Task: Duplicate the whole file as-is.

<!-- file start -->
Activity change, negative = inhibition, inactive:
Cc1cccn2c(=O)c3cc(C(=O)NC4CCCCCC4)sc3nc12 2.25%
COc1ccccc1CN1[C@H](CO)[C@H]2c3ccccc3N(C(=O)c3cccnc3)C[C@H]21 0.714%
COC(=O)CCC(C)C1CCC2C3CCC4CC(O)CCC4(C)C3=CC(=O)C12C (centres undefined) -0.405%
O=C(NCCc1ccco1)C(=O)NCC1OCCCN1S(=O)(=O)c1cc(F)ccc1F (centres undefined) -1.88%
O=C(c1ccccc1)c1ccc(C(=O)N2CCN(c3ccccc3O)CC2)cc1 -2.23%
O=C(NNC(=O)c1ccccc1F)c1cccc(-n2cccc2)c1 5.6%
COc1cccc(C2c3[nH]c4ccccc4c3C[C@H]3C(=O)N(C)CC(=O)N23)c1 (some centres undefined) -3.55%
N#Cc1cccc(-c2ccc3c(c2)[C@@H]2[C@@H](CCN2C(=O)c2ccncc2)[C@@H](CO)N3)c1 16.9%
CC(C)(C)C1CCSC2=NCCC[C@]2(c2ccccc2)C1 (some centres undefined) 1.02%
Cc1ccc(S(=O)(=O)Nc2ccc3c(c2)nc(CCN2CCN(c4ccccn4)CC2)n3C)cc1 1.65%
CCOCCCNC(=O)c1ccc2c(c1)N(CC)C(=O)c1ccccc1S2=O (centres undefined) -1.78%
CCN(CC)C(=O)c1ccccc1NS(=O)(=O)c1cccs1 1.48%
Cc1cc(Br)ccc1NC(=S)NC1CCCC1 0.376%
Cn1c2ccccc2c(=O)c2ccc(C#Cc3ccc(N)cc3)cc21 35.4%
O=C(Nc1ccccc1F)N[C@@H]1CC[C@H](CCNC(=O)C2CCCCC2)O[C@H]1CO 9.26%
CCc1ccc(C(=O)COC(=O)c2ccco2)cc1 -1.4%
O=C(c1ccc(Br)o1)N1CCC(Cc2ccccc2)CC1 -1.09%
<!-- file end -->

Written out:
Activity change, negative = inhibition, inactive:
Cc1cccn2c(=O)c3cc(C(=O)NC4CCCCCC4)sc3nc12 2.25%
COc1ccccc1CN1[C@H](CO)[C@H]2c3ccccc3N(C(=O)c3cccnc3)C[C@H]21 0.714%
COC(=O)CCC(C)C1CCC2C3CCC4CC(O)CCC4(C)C3=CC(=O)C12C (centres undefined) -0.405%
O=C(NCCc1ccco1)C(=O)NCC1OCCCN1S(=O)(=O)c1cc(F)ccc1F (centres undefined) -1.88%
O=C(c1ccccc1)c1ccc(C(=O)N2CCN(c3ccccc3O)CC2)cc1 -2.23%
O=C(NNC(=O)c1ccccc1F)c1cccc(-n2cccc2)c1 5.6%
COc1cccc(C2c3[nH]c4ccccc4c3C[C@H]3C(=O)N(C)CC(=O)N23)c1 (some centres undefined) -3.55%
N#Cc1cccc(-c2ccc3c(c2)[C@@H]2[C@@H](CCN2C(=O)c2ccncc2)[C@@H](CO)N3)c1 16.9%
CC(C)(C)C1CCSC2=NCCC[C@]2(c2ccccc2)C1 (some centres undefined) 1.02%
Cc1ccc(S(=O)(=O)Nc2ccc3c(c2)nc(CCN2CCN(c4ccccn4)CC2)n3C)cc1 1.65%
CCOCCCNC(=O)c1ccc2c(c1)N(CC)C(=O)c1ccccc1S2=O (centres undefined) -1.78%
CCN(CC)C(=O)c1ccccc1NS(=O)(=O)c1cccs1 1.48%
Cc1cc(Br)ccc1NC(=S)NC1CCCC1 0.376%
Cn1c2ccccc2c(=O)c2ccc(C#Cc3ccc(N)cc3)cc21 35.4%
O=C(Nc1ccccc1F)N[C@@H]1CC[C@H](CCNC(=O)C2CCCCC2)O[C@H]1CO 9.26%
CCc1ccc(C(=O)COC(=O)c2ccco2)cc1 -1.4%
O=C(c1ccc(Br)o1)N1CCC(Cc2ccccc2)CC1 -1.09%